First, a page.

Photo: Salina Ladha

Homeshake Only Plays the Hits

The Black Cat main stage is buzzing on March 25, and the opener, Yves Jarvis, hasn’t even gone onstage yet.

This is the second year in a row Homeshake, solo project of Montreal, Canada-based Peter Sagar, performs for a sold out crowd in DC. His show last year, which we also covered, was at Union Stage on the Wharf and next year, he should probably play the legendary 9:30 Club.

Much like yesteryear’s show, the crowd is generally young. (However, there are some old heads spaced throughout the room.) Maybe that’s why they wouldn’t shut up during the opener. To be fair, Jarvis didn’t set himself up for success. There was little indication that he was going to be playing, and he performed most of his songs on an acoustic guitar.

There’s little wrong with an acoustic guitar, but there’s a also a time and place for it. Like the Best Damn Open Mic night at Boundary Stone. (Disclaimer: I work there.)

Anyway, he gets off the stage at some point. Nobody knows when, and Homeshake comes on sometime after. Finally, the crowd tunes in.

Sagar starts off with “Early,” the opener off his latest record Helium (2019). It’s a down-tempo instrumental played on keys and sets the tone for the record as a whole.

Helium has a similar feel of the first Homeshake record In the Shower (2014), but with the hi-fi quality of Fresh Air (2017). It also has some standout singles, e.g. “Like Mariah,” which literally slaps, and “Nothing Could Be Better.”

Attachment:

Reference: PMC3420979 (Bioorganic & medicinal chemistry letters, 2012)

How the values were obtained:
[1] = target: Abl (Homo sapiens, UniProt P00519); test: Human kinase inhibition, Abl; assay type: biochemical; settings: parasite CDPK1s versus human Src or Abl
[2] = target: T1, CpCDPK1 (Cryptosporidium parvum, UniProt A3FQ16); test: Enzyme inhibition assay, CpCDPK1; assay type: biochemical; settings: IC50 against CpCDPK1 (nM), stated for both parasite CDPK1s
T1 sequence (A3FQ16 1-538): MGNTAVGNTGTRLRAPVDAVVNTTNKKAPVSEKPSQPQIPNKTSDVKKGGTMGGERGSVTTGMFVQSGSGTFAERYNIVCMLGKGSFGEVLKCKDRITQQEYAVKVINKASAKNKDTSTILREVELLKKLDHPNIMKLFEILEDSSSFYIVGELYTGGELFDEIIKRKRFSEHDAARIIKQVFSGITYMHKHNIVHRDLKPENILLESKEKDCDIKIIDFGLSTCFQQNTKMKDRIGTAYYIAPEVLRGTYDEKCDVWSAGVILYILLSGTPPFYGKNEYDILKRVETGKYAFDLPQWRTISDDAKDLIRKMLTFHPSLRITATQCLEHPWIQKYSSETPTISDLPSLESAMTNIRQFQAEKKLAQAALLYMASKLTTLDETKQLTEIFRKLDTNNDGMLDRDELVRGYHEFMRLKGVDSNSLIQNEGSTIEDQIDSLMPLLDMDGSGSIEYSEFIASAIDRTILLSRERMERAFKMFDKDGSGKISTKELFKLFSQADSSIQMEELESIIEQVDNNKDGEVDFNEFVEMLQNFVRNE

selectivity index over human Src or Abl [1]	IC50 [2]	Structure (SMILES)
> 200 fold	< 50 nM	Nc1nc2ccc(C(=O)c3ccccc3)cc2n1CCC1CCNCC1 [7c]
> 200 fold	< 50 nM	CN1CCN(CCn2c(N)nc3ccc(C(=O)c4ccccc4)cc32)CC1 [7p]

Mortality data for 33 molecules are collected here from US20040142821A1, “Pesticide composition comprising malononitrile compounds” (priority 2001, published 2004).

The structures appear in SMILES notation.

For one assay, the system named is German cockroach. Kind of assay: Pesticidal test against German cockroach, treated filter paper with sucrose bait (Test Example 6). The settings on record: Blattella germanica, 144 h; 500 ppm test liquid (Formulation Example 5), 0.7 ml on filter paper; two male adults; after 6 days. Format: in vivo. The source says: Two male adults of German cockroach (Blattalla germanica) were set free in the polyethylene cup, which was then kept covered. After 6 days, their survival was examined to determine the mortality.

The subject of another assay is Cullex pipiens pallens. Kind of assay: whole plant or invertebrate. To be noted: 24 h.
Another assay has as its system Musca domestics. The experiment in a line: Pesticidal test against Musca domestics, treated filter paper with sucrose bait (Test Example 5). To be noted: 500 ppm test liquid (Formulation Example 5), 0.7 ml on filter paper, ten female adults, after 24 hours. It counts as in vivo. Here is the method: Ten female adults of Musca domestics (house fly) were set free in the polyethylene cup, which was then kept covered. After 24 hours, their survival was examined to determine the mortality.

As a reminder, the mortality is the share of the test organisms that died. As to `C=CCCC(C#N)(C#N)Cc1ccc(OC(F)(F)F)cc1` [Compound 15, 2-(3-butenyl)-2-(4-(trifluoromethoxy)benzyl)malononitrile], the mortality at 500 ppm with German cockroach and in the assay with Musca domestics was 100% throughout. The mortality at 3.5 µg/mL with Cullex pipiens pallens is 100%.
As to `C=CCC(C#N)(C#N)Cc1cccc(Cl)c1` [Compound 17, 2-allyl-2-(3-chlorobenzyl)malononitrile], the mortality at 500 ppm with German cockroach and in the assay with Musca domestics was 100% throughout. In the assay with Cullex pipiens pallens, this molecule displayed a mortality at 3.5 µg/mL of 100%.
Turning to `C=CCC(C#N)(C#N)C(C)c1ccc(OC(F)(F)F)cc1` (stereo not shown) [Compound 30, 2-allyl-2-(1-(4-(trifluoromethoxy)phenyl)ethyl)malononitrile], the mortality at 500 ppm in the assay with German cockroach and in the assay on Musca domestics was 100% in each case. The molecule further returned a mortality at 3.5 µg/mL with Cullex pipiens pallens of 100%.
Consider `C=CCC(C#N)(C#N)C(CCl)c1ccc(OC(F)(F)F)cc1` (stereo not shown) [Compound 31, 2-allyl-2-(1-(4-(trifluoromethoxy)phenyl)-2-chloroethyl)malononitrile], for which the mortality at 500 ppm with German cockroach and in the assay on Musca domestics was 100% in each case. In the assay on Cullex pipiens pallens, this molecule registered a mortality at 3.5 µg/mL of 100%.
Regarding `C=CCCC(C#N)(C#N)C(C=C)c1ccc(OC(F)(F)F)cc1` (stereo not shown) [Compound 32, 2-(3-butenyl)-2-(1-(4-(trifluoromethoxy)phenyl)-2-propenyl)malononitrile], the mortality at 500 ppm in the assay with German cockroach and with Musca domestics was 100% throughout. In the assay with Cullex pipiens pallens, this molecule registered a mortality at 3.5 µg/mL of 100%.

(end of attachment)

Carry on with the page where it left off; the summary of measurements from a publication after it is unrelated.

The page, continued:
The record was panned by Pitchfork, though some might call this a badge of honor. The reviewer gave the record a 3.5/10, reasoning that it has the “snap of limp celery.” He’s right actually, but I still listen to the record. It’s “cat in your lap” type music, a morning go-to alongside the infinite bisous record period (2019).

In admitting that I like the music, I’ll concede that the live show is not worth going to. I should have known this because I was in the Union Stage crowd last year, when Homeshake played and I didn’t like the show then either.

The formula: is open with a track off the latest record, move into singles off of the previous record and then move back to selections from the latest record, all while playing songs exactly as they were recorded.

This is to say that beyond a joke or two, the live show doesn’t  add much to the experience of the music. If you’ve heard the record, then you’ve heard the live show. Nothing will surprise you.

Some people enjoy concerts like that, and that’s fine. Sunday night at Black Cat, the crowd ate it up, much like they did last February at Union Stage. However, I like to be surprised by a live show. 

For more information on Homeshake, follow him on Twitter.

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Michael Loria

Michael Loria is a writer who focuses on art and music. For On Tap, his work includes a cover story on the Principal Conductor and Music Director of the National Symphony Orchestra, Gianandrea Noseda, for the December 2017 print edition, and features like his interviews with Carla Bruni and with Thievery Corporation. Collectively, he's penned more than 40 clips for the magazine.